Interesting Fact: Flycatchers don’t learn their songs from their parents like many other birds. Instead flycatchers hatch knowing their songs. Scientists tested this by raising Willow Flycatchers in captivity while letting them listen to an Alder Flycatcher sing its free beer song. Despite hearing this song all day, Willow chicks grew up to sing their species’ own fitz-bew. ( https://www.allaboutbirds.org/guide/Willow_Flycatcher/lifehistory )
Which two letters in the alphabet are always jealous?
Interesting Fact: In Europe, northern Africa, and western Asia, the original domesticated geese are derived from the greylag gooseAnser anser. In eastern Asia, the original domesticated geese are derived from the swan gooseAnser cygnoides; these are commonly known as Chinese geese. Both have been widely introduced in more recent times, and modern flocks in both areas (and elsewhere, such as Australia and North America) may consist of either species, and/or hybrids between them. Chinese geese may be readily distinguished from European geese by the large knob at the base of the bill, though hybrids may exhibit every degree of variation between them. ( https://en.m.wikipedia.org/wiki/Domestic_goose )
Interesting Fact: Courtship and mating activities for red-eared sliders usually occur between March and July, and take place under water. During courtship, the male swims around the female and flutters or vibrates the back side of his long claws on and around her face and head, possibly to direct pheromones towards her. The female swims toward the male and, if she is receptive, sinks to the bottom for mating. If the female is not receptive, she may become aggressive towards the male. Courtship can last 45 minutes, but mating takes only 10 minutes. ( https://en.wikipedia.org/wiki/Red-eared_slider )
What do you get when you cross a parrot and a centipede?
Interesting Fact: Monk Parakeets in North America live in urban and suburban environments, especially around city parks. They are one of the few parrot species able to survive temperate-zone winters. In their native range in South America, Monk Parakeets live in dry savannas with scattered woods up to about 6,000 feet elevation. ( https://www.allaboutbirds.org/guide/Monk_Parakeet/lifehistory )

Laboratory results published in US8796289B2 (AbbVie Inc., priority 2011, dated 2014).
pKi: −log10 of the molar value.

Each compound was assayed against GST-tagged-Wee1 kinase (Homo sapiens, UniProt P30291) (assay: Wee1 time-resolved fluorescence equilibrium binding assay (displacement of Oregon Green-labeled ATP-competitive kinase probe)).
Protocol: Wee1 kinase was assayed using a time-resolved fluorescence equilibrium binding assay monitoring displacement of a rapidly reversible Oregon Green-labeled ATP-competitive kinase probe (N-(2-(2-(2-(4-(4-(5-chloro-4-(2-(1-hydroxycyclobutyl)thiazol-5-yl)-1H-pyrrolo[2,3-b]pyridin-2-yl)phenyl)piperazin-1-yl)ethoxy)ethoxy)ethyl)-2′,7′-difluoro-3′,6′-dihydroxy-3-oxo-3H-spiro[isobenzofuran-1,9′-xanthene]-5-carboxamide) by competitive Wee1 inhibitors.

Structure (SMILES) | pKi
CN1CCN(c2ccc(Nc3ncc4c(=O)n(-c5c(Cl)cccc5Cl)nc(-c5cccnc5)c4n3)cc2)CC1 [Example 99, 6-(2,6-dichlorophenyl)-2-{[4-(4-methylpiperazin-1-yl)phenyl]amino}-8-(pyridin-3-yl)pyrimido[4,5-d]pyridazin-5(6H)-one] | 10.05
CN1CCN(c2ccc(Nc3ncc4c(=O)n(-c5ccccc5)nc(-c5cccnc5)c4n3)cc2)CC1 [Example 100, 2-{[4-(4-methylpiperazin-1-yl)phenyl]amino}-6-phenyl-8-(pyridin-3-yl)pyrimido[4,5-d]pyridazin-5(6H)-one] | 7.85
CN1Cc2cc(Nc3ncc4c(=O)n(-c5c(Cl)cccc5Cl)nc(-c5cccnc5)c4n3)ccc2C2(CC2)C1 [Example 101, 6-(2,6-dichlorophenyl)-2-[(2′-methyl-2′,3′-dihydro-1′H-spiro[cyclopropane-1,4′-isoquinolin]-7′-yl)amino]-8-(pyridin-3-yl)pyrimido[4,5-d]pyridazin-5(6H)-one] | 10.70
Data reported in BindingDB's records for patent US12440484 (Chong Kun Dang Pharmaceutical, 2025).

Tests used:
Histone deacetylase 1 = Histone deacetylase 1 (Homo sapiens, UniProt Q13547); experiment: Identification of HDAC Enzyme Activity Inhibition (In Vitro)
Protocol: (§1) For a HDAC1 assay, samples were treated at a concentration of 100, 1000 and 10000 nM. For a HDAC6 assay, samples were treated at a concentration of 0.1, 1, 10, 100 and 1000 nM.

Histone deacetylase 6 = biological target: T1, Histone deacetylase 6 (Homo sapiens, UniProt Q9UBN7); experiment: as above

Interesting Fact: The early naturalists had a gift for description you just don’t see anymore. In 1929, Edward Forbush called the Chipping Sparrow “the little brown-capped pensioner of the dooryard and lawn, that comes about farmhouse doors to glean crumbs shaken from the tablecloth by thrifty housewives.” ( https://www.allaboutbirds.org/guide/Chipping_Sparrow/lifehistory )
Interesting Fact: It used to be a strictly coastal bird in winter, seldom leaving tidal estuaries, where it feeds on eel-grass (Zostera marina) and the seaweed, sea lettuce (Ulva). On the east coast of North America, the inclusion of sea lettuce is a recent change to their diet, brought about by a blight on eelgrass in 1931. This resulted in the near-extirpation of the brant. The few that survived changed their diet to include sea lettuce until the eelgrass eventually began to return. Brants have maintained this diet ever since as a survival strategy. In recent decades, it has started using agricultural land a short distance inland, feeding extensively on grass and winter-sown cereals. This may be behavior learned by following other species of geese. Food resource pressure may also be important in forcing this change, as the world population has risen over 10-fold to 400,000-500,000 by the mid-1980s, possibly reaching the carrying capacity of the estuaries. In the breeding season, it uses low-lying wet coastal tundra for both breeding and feeding. The nest is bowl-shaped, lined with grass and down, in an elevated location, often in a small pond. ( https://en.wikipedia.org/wiki/Brant_(goose) )
Interesting Fact: Chipmunks generally gather food on the ground in areas with underbrush, rocks, and logs, where they can hide from predators like hawks, foxes, coyotes, weasels, and snakes. They feed on insects, nuts, berries, seeds, fruit, and grain which they stuff into their generous cheek pouches and carry to their burrow or nest to store. ( http://www.nationalgeographic.com/animals/mammals/group/chipmunks/ )